Editor's columnRobin Copeland

French say it’s time to say au revoir to GMT

Greenwich Mean Time (GMT) could soon be a thing of the past … if the French get their way.
Behind the move are scientists from France – which failed in a rival bid for the world to run on Paris Mean Time when GMT became the world standard for time at a conference in Washington in the United States in 1884. They have pushed for a plan which would see worldwide time based on atomic clocks, without reference to the sun’s journey across the zero-degree meridian that runs through Greenwich in London.
But the Earth rotates at slightly varying rates, so the duration of each day can be fractionally different. To compensate, in 1972 scientists introduced a new form of GMT – Co-ordinated Universal Time. It uses highly accurate atomic clocks, but is occasionally corrected by adding ‘leap seconds’ to keep it in tune with the Earth’s rotational time, measured at Greenwich.
GMT is the standard that is used to set every timepiece in the world. It’s even the official time zone for outer space. When astronauts wake up on the International Space Station, they don’t follow Moscow or Washington time, they wake up to GMT. And China is said to oppose the change on the grounds that its astronomers want to retain Earth-rotation-based time.
Greenwich is home to the most famous observatory in the world, to beautiful clocks that allowed sailors to explore the seas with safety, and to the Greenwich Meridian.
Britain has a proud history of horology, the science of clocks and timekeeping. The first known mechanical clock was made in 1283 for Dunstable Priory, Bedfordshire. Salisbury Cathedral is home to the oldest working clock in the world – an iron mechanism built in 1386, which gains or loses only a quarter of an hour per day.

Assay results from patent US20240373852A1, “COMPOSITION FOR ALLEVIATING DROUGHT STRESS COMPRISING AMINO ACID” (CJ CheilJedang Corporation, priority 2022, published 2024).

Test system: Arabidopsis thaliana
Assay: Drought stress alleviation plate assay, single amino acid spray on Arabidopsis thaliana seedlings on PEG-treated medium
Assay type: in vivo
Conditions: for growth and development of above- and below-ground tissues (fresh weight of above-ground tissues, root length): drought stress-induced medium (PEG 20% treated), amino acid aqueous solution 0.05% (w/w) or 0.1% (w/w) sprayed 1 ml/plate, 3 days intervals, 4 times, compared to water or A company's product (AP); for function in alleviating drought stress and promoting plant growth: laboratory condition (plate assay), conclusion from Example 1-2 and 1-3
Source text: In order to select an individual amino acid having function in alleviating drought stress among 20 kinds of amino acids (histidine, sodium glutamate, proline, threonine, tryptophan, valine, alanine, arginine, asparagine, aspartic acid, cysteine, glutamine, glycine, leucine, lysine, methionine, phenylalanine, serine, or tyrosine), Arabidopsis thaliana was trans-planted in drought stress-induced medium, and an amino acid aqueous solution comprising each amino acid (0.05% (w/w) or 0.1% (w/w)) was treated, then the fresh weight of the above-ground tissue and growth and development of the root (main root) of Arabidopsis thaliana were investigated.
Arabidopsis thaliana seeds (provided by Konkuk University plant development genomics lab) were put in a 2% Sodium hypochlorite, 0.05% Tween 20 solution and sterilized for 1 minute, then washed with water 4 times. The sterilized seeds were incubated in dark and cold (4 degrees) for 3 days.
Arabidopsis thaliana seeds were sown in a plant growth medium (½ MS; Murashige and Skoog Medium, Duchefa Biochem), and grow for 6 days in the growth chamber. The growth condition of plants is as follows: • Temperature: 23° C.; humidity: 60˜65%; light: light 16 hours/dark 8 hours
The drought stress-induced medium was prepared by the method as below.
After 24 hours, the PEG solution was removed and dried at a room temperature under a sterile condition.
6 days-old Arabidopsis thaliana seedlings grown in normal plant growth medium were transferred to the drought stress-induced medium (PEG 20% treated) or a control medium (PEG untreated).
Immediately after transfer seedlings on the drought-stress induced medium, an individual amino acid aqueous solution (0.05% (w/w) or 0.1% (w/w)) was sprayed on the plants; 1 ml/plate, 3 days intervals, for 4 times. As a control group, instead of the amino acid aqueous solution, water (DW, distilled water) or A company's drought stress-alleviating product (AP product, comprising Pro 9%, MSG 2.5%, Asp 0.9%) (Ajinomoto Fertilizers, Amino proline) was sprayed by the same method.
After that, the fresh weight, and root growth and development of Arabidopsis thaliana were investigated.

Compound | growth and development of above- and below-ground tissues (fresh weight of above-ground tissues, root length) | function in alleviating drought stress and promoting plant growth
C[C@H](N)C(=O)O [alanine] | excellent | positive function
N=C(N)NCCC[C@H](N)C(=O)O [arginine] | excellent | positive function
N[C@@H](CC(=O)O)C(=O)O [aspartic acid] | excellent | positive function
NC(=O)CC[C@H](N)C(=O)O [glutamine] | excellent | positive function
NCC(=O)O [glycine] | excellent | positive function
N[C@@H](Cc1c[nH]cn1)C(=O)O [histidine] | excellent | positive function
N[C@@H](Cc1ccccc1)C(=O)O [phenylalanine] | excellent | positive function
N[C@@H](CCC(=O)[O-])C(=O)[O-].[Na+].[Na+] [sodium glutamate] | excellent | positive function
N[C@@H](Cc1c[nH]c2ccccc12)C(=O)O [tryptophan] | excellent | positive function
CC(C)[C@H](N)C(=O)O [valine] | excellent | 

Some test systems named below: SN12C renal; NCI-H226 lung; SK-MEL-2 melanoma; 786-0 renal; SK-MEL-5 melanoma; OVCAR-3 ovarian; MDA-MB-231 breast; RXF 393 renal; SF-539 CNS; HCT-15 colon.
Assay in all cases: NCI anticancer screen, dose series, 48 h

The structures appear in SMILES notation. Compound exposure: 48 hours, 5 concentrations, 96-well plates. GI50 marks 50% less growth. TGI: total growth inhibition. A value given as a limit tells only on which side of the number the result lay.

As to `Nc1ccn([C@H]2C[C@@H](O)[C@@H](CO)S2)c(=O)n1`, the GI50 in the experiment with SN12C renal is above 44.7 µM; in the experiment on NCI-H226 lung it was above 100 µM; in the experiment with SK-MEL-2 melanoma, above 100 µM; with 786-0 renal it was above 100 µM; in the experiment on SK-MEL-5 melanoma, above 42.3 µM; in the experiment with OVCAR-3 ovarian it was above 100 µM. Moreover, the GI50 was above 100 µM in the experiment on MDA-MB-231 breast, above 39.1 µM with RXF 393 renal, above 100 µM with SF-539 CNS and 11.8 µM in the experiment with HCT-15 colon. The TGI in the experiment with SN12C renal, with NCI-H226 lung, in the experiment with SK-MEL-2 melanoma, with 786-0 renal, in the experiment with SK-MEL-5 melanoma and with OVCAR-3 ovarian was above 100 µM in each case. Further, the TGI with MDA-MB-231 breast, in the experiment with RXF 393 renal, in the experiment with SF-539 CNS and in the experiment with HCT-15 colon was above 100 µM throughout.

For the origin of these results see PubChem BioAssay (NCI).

Perhaps the single greatest British contribution to timekeeping came from John Harrison, a self-educated clockmaker who invented the first working ship’s chronometer in the mid-1700s.
Since the earliest sea voyages, sailors have been able to locate latitude by the position of the stars, or the location of the sun at midday.
After ten years of talks, Governments are headed for a showdown this month as bureaucrats at the International Telecommunications Union in Geneva vote to abandon GMT as the world’s standard time at the next ITU Conference from 23 January−17 February.
It would be a bitter blow for the British and – to make matters far worse – a much belated victory for the French. Suffice to say that the end of GMT as the world’s benchmark for time would not be mourned in Paris.
Having lost the argument at Trafalgar in 1805, then Waterloo in 1815, how much more humiliation can the French take? They’re still smoldering after losing the Rugby World Cup last year (sweet NZ revenge for sinking the Rainbow Warrior?). The clock is ticking. Will we be subjected to French PMT (Paris Mean Time, that is)?

Robin Copeland